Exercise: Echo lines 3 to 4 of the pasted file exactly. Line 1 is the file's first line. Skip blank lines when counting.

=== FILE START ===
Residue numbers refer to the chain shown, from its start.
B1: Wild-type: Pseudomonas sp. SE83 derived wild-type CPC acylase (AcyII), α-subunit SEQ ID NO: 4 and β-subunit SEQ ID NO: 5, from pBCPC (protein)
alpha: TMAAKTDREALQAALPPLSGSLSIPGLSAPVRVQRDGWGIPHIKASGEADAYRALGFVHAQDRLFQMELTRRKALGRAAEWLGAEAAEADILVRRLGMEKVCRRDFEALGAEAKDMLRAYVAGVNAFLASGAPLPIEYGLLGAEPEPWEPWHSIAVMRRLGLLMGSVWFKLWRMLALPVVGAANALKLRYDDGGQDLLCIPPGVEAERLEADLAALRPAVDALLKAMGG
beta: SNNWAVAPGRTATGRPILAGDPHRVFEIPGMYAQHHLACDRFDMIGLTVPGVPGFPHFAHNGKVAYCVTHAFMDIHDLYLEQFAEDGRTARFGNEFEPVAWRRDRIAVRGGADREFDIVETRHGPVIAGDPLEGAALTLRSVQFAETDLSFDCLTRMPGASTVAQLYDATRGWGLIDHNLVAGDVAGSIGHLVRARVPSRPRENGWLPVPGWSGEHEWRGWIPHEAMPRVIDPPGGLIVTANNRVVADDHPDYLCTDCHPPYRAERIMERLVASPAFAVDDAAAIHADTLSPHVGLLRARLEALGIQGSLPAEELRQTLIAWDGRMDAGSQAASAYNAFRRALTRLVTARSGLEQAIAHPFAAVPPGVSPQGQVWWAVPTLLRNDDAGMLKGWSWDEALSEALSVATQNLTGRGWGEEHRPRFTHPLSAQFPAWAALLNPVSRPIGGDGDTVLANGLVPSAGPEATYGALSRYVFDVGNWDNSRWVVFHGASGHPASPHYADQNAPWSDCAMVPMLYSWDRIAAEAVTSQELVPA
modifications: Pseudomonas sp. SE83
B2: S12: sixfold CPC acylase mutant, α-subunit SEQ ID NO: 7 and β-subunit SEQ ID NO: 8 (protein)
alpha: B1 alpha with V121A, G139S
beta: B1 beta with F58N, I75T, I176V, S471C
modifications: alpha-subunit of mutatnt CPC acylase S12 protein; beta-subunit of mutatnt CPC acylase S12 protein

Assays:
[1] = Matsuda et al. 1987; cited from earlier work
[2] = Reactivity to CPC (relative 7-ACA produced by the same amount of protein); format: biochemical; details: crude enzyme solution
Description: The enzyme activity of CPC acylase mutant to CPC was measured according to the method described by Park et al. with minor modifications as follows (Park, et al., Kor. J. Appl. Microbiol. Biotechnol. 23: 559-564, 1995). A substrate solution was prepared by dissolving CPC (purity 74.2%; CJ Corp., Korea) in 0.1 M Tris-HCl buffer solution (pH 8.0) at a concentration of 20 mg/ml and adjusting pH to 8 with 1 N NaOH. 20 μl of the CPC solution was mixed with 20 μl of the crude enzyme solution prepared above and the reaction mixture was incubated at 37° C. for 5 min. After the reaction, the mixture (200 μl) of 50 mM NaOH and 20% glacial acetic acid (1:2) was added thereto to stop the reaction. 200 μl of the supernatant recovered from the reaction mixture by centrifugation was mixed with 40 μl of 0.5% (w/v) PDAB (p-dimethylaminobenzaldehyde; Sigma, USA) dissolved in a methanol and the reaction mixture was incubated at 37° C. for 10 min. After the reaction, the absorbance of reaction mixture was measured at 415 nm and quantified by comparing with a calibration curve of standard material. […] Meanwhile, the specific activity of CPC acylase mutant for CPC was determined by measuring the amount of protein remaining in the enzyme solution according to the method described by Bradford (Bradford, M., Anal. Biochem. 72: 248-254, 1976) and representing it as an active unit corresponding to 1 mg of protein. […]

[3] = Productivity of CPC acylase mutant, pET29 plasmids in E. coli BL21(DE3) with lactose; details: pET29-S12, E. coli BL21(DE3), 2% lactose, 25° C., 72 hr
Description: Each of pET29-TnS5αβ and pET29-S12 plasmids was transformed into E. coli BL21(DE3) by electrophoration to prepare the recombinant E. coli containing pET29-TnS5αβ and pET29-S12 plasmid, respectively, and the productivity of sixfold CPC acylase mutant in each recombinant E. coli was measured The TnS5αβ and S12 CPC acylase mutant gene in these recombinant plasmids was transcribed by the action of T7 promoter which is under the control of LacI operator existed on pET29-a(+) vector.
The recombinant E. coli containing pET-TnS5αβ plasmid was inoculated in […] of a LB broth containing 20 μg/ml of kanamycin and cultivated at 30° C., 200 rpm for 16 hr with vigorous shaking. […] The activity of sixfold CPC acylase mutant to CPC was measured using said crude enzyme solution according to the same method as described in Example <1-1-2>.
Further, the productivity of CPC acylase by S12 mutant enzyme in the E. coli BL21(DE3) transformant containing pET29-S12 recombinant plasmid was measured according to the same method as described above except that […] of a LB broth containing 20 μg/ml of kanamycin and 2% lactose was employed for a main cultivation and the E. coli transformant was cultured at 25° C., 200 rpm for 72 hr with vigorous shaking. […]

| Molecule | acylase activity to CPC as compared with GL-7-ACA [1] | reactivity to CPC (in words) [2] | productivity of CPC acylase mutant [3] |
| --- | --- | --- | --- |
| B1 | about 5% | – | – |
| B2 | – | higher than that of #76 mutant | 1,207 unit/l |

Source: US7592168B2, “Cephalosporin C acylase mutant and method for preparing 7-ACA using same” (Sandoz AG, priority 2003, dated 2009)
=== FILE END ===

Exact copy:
alpha: TMAAKTDREALQAALPPLSGSLSIPGLSAPVRVQRDGWGIPHIKASGEADAYRALGFVHAQDRLFQMELTRRKALGRAAEWLGAEAAEADILVRRLGMEKVCRRDFEALGAEAKDMLRAYVAGVNAFLASGAPLPIEYGLLGAEPEPWEPWHSIAVMRRLGLLMGSVWFKLWRMLALPVVGAANALKLRYDDGGQDLLCIPPGVEAERLEADLAALRPAVDALLKAMGG
beta: SNNWAVAPGRTATGRPILAGDPHRVFEIPGMYAQHHLACDRFDMIGLTVPGVPGFPHFAHNGKVAYCVTHAFMDIHDLYLEQFAEDGRTARFGNEFEPVAWRRDRIAVRGGADREFDIVETRHGPVIAGDPLEGAALTLRSVQFAETDLSFDCLTRMPGASTVAQLYDATRGWGLIDHNLVAGDVAGSIGHLVRARVPSRPRENGWLPVPGWSGEHEWRGWIPHEAMPRVIDPPGGLIVTANNRVVADDHPDYLCTDCHPPYRAERIMERLVASPAFAVDDAAAIHADTLSPHVGLLRARLEALGIQGSLPAEELRQTLIAWDGRMDAGSQAASAYNAFRRALTRLVTARSGLEQAIAHPFAAVPPGVSPQGQVWWAVPTLLRNDDAGMLKGWSWDEALSEALSVATQNLTGRGWGEEHRPRFTHPLSAQFPAWAALLNPVSRPIGGDGDTVLANGLVPSAGPEATYGALSRYVFDVGNWDNSRWVVFHGASGHPASPHYADQNAPWSDCAMVPMLYSWDRIAAEAVTSQELVPA